Air Purifier

Many people are working from home now or are simply spending more time at home due to COVID-19. As the weather gets colder, we will be spending even more time indoors.

COVID-19 particles can diffuse more easily with inadequate ventilation, and the question is, can air purifiers help fight the virus?

Consumer Reports (CR) experts have recently revealed what a residential air purifier really could do to your air.

Most residential air purifiers have HEPA filters, which are certified to 99.97% of particles within a 0.3-micron diameter.

Although they can’t completely kill off COVID-19, they can help when placed next to a person who has the virus. Please don’t buy one thinking it will cure you or completely prevent you from contracting the virus. It won’t.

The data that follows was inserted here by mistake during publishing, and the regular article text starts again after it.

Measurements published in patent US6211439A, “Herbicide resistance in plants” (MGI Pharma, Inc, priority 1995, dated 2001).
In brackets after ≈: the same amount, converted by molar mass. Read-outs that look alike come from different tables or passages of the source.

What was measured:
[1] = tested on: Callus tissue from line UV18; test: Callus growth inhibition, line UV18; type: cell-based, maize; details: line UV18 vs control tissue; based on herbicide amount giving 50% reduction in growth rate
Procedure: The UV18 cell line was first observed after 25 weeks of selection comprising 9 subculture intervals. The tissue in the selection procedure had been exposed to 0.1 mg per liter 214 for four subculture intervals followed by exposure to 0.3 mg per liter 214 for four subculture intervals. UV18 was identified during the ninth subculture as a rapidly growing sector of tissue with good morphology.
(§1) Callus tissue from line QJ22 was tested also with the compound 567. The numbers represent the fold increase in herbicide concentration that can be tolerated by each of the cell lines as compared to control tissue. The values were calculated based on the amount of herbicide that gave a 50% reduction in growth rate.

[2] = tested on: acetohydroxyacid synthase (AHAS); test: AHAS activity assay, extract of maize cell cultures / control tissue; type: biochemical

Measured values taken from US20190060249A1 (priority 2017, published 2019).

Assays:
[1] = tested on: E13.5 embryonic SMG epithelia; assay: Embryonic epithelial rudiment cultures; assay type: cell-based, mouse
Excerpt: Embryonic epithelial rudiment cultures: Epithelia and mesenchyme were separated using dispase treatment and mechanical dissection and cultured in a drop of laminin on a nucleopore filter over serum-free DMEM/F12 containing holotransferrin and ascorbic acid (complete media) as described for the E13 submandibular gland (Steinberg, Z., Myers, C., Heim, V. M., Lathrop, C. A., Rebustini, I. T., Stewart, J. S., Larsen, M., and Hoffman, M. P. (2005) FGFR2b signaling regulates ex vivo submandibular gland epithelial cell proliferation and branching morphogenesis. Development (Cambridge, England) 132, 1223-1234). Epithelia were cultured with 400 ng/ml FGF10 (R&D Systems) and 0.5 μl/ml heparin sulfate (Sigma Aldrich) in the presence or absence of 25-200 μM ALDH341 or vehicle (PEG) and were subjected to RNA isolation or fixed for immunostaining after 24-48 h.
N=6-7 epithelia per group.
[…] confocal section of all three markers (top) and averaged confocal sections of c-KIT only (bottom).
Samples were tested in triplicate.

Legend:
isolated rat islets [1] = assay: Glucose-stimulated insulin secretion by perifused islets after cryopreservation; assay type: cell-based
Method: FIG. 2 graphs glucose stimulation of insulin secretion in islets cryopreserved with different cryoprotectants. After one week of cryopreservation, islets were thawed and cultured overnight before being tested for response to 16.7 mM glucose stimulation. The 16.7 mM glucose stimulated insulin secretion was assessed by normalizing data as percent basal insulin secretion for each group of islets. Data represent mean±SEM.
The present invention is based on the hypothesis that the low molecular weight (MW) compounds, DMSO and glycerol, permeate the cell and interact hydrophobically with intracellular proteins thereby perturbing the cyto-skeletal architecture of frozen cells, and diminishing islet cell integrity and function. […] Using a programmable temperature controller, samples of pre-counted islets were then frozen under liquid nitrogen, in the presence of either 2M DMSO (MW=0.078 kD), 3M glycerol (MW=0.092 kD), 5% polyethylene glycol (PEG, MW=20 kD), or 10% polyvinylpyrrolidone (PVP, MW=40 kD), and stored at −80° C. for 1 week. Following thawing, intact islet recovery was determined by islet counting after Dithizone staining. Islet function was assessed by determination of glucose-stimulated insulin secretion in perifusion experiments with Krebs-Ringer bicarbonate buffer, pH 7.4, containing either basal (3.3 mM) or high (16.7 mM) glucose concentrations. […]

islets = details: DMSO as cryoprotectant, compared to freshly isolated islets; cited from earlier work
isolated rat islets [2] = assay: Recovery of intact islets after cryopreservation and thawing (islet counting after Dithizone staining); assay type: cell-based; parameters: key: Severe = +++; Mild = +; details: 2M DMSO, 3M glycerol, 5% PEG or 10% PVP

Indoor Air Purifier

When an air purifier is fast at exchanging air particles from the room into its filter, the chances of catching virus particles are higher. Still, the virus can land on surfaces in the room when they don’t get close enough.

CR did a particle reduction test and found that the best and fastest air purifier is the Blueair Classic 605, but you will have to be willing to spend $830 for it.

According to CR, the Clean Air Delivery Rate (CADR) number on the packaging tells you how fast an air purifier cleans the air. Try to find one with a CADR number over 240.

For those who don’t want to spend money on an air purifier, opening your windows is an effective way to help clear out the air in your home.

If you decide to keep your windows shut, we recommend purchasing an air purifier for your bedroom or a high trafficked room. This Portable UV Air Purifier Removes 99% of Smoke, Odors, Pet Dander, Allergens and Pollution so You Can Breathe Easier

Don’t forget to continue following CDC guidelines, including mask-wearing and social distancing.

Related: 10 Signs You’ve Already Had COVID-19
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